Photo: Moon mask by Perry Eaton. Alutiiq Museum collections.
Maani Sun’ami tunturpanek piitukut. - Here on Kodiak we don’t have moose.
Moose (Alces alces) are the biggest member of the deer family. These large-bodied, long-legged creatures are known for their droopy nose and dewlap: a flap of hair-covered skin beneath their chins. Only the males have antlers. Moose live in forests across North America, Europe, and Russia. In Alaska they can be found from the southeast Panhandle to the Arctic Slope. Throughout this area, the animals prefer habitats with dense shrubs, including river valleys and recently burned areas.
Moose have been part of the Alaska landscape for thousands of years, but despite their enduring, widespread availability, they are not broadly found in the Alutiiq world. Moose are native to the Kenai Peninsula, but they do not occur in the Kodiak Archipelago and only stray into western parts of Prince William Sound. Similarly, archaeological data indicate that moose were not part of the Alaska Peninsula landscape until the twentieth century. Moose spread into the Alaska Peninsula in the early 1900s, becoming relatively common by the 1930s.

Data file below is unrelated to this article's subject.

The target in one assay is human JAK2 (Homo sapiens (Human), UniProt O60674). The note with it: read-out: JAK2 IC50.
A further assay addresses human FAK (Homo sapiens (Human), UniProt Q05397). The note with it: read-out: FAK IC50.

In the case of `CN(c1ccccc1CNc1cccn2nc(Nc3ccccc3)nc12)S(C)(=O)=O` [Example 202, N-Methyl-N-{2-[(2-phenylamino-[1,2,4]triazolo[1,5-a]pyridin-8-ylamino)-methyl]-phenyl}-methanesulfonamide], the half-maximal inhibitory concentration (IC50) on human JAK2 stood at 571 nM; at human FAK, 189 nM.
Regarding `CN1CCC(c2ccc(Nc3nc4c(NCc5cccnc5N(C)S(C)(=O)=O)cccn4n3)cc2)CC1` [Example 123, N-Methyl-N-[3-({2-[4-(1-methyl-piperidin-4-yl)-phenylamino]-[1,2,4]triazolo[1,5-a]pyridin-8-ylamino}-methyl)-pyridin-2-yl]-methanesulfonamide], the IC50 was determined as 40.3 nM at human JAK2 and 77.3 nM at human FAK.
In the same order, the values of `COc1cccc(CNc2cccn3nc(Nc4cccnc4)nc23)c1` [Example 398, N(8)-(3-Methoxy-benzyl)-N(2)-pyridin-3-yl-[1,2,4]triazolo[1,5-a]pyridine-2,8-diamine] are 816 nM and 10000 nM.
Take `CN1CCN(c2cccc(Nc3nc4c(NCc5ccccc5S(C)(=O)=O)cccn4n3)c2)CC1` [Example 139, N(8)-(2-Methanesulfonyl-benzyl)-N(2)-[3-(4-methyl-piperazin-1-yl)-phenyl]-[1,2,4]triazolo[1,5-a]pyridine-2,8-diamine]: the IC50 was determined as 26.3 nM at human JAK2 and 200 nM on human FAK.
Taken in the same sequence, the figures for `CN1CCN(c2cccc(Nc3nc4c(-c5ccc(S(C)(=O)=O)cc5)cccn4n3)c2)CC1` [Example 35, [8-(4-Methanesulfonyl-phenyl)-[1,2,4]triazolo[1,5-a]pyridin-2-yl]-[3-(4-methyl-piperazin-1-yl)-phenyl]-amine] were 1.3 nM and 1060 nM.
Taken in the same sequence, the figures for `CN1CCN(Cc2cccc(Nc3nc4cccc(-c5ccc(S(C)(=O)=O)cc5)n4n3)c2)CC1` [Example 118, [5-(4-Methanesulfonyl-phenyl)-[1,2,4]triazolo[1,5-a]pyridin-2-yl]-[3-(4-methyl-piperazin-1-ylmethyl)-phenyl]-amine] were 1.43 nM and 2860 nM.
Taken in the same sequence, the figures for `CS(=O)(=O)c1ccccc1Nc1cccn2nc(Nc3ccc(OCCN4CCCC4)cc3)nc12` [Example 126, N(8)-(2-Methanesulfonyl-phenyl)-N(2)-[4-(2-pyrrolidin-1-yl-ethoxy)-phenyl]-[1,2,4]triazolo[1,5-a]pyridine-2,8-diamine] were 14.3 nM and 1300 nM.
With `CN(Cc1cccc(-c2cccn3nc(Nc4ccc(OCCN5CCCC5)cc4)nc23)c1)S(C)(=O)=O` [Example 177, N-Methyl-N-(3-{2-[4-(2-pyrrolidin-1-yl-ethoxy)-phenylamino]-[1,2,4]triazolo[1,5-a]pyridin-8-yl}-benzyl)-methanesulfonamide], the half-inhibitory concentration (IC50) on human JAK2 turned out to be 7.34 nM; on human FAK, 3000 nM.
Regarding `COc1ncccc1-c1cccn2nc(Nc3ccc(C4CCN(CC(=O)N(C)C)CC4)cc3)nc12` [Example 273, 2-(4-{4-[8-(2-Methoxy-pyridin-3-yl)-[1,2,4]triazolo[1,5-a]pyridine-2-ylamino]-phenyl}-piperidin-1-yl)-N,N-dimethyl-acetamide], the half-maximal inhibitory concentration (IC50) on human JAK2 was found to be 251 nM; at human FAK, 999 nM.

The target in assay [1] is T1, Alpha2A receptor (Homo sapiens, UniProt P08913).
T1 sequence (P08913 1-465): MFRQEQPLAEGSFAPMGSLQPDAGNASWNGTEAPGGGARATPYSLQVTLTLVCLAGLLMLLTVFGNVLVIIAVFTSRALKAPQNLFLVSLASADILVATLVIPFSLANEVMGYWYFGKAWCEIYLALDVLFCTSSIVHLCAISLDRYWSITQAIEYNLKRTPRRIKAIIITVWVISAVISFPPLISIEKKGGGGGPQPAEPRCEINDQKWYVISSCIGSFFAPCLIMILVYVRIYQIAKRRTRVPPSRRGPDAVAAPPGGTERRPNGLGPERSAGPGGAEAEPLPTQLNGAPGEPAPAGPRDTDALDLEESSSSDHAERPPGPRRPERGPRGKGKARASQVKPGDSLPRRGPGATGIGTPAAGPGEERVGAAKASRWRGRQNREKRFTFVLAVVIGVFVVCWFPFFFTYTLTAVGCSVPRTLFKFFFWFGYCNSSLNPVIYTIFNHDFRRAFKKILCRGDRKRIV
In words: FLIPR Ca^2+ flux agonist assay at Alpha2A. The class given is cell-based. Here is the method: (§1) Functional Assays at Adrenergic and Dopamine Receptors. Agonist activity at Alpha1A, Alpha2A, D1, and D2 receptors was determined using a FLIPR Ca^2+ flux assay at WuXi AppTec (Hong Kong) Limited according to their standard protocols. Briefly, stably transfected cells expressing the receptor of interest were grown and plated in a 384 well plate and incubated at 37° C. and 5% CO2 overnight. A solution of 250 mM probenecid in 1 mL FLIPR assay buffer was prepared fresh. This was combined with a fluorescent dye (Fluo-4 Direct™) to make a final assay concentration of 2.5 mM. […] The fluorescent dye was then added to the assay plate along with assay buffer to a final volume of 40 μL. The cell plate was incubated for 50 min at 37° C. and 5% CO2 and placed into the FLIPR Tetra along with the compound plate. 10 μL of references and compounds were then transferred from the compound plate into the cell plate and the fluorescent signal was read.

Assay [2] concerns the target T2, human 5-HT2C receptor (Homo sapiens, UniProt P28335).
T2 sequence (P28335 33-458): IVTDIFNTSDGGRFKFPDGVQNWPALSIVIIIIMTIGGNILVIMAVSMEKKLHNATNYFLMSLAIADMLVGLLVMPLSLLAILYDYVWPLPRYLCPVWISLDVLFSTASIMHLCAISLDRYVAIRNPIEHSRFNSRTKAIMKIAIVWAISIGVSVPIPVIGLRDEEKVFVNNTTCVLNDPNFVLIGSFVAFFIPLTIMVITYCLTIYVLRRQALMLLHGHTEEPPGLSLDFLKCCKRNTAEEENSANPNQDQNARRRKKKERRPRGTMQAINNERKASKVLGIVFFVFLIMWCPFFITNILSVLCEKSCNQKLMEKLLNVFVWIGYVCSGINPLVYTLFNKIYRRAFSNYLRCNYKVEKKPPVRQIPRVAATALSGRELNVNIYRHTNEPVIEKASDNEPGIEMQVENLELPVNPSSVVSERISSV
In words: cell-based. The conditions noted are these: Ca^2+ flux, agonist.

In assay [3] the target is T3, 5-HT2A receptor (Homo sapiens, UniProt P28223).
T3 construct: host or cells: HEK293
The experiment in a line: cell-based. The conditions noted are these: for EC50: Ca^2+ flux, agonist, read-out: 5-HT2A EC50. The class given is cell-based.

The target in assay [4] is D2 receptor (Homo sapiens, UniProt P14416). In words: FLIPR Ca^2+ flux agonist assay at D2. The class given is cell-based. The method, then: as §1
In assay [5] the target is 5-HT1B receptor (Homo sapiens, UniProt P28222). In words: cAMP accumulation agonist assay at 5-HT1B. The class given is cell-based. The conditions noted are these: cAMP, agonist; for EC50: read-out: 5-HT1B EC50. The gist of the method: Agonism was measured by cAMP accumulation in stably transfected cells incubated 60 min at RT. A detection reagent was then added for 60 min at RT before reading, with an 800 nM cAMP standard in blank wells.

Today, moose are a popular source of food in Alaska Peninsula Alutiiq communities on both the Pacific Ocean and Bering Sea coasts. Residents hunt moose from August to April, with peak harvesting in December. Moose are often taken while caribou hunting, and like caribou meat, moose meat is widely shared. Sharing is not only an important social practice, it is a good way to manage the sudden acquisition of a large quantity of meat.